“We struggle to process and make sense of the situation in Ukraine. Images of bombed apartment buildings, civilians dead on the side of the road and long lines of people fleeing their home haunt our thoughts. We feel drawn to do more than watch…”
Pleasanton’s Bryan Gillette posted this March 29 as he shared his family’s plans to help refugees from war-torn Ukraine and a plea for help funding supplies and other necessities.
Bryan and Audrey Gillette and their sons, 15-year-old Colin and 13-year-old Decker, took only two hours to make the decision to travel halfway around the world to help the Ukrainian people – those Ukrainians fighting Russian forces and those fleeing the besieged country.
Picking up and traveling thousands of miles “ isn't out of our character,” Bryan said.
The “Traveling Alphabet” – self-named because they are A(udrey), B(ryan), C(olin) and D(ecker) – is all about meeting and connecting with new people. In 2017, Audrey and Bryan took Colin and Decker out of school for a year to travel the world.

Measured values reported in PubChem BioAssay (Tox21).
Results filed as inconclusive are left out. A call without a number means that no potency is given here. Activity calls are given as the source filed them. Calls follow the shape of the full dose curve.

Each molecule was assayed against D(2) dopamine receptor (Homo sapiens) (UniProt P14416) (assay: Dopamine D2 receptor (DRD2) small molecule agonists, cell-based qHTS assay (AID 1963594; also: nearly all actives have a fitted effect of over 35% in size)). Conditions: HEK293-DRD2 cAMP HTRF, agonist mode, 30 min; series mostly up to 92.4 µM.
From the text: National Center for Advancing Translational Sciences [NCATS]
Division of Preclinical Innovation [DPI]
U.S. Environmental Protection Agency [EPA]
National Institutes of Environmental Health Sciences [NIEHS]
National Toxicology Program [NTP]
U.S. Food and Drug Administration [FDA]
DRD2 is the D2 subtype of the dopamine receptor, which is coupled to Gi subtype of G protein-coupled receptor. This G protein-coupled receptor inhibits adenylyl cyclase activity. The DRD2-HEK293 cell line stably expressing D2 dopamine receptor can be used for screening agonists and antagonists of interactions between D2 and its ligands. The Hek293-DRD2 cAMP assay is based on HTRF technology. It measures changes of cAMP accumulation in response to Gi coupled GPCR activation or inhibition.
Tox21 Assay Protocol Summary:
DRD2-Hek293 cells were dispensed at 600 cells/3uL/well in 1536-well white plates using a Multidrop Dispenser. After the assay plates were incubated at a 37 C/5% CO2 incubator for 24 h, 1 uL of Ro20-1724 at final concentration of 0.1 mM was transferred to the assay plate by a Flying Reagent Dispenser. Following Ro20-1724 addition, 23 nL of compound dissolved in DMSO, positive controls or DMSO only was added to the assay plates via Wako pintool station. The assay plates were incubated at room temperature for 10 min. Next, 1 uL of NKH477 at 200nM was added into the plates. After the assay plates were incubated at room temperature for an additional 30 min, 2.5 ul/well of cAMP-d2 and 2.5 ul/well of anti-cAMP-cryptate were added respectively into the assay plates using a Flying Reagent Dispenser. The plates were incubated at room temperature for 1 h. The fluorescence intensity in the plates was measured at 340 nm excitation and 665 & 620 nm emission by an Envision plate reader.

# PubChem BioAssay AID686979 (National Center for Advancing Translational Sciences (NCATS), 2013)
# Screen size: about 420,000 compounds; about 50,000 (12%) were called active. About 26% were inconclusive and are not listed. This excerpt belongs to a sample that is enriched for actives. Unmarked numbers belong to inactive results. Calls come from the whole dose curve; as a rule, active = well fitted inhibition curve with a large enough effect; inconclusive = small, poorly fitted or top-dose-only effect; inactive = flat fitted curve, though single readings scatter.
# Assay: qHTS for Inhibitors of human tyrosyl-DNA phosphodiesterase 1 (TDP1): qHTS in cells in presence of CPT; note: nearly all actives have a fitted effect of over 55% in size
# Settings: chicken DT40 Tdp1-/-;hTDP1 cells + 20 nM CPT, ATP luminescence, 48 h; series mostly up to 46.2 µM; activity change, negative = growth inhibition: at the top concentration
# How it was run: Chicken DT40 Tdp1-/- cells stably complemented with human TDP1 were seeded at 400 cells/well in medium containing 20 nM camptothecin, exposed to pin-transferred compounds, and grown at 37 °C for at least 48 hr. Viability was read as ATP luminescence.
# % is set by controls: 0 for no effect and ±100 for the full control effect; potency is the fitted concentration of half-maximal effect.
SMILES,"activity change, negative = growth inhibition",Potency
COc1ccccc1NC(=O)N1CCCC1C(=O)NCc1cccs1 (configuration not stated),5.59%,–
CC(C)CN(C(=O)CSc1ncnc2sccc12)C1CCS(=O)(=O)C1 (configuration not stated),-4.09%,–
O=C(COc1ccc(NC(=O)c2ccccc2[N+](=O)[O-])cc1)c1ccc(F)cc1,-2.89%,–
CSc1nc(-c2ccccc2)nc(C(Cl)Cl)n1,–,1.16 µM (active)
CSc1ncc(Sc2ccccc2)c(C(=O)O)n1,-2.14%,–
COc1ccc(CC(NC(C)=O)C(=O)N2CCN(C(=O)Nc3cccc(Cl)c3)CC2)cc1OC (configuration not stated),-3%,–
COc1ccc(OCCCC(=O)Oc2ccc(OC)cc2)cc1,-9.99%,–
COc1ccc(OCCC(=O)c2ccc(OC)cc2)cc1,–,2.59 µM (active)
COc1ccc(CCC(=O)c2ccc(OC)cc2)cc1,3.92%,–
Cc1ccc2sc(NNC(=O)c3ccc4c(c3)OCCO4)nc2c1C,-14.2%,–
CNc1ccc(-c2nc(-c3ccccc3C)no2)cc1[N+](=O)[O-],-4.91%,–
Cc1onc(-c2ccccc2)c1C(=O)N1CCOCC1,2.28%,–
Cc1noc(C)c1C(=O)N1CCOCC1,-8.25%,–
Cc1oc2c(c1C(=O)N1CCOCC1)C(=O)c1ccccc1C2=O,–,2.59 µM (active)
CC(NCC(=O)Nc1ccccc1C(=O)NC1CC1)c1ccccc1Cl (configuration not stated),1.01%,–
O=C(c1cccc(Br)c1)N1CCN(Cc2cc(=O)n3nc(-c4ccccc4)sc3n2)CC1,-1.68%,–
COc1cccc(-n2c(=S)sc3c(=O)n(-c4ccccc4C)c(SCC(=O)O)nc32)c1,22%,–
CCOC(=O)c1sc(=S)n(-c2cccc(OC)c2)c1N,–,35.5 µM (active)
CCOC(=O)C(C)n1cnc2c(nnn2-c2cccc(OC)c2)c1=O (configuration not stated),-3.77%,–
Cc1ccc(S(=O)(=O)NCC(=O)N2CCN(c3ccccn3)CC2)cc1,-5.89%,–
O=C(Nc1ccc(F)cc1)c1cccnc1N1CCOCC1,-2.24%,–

They knew traveling to Germany and Poland to assist refugees was not going to be a pleasure trip. Flexibility was needed because there was no set step one, step two and step three. But there was no doubt it was going to be ABCD.
“I think we knew what we were going to do was going to be impactful,” Audrey said, “not just for other people but for us as well. I don’t think it ever crossed our minds to not take the kids. Either all four of us were going or we weren’t going. We operate as a family that way.”
Through GoFundMe donations, the Pleasanton family raised more than $57,000 to provide relief to Ukrainian refugees in Poland and Germany. They left for Berlin April 10, with the boys’ teachers at Amador Valley High School and Harvest Park Middle School excusing work that wasn’t absolutely necessary.
Initially the fundraising goal was $10,000, which Audrey and Bryan planned to use to rent two vans and buy medical supplies in Berlin, travel 10 hours to the Ukrainian border to deliver those supplies to refugee camps and bring Ukrainian people back to Berlin. The boys would be their parents’ navigators.
However, plans changed – in part because of conditions at the border and in part because the donation goal was met by the end of the first day and continued to grow exponentially.
“The support from this community blew me out of the water,” Bryan said.
Because they knew they would need more than just financial help, as soon as the decision to go was made, Audrey “put it out to the universe” by sending an email to everyone in her contact list.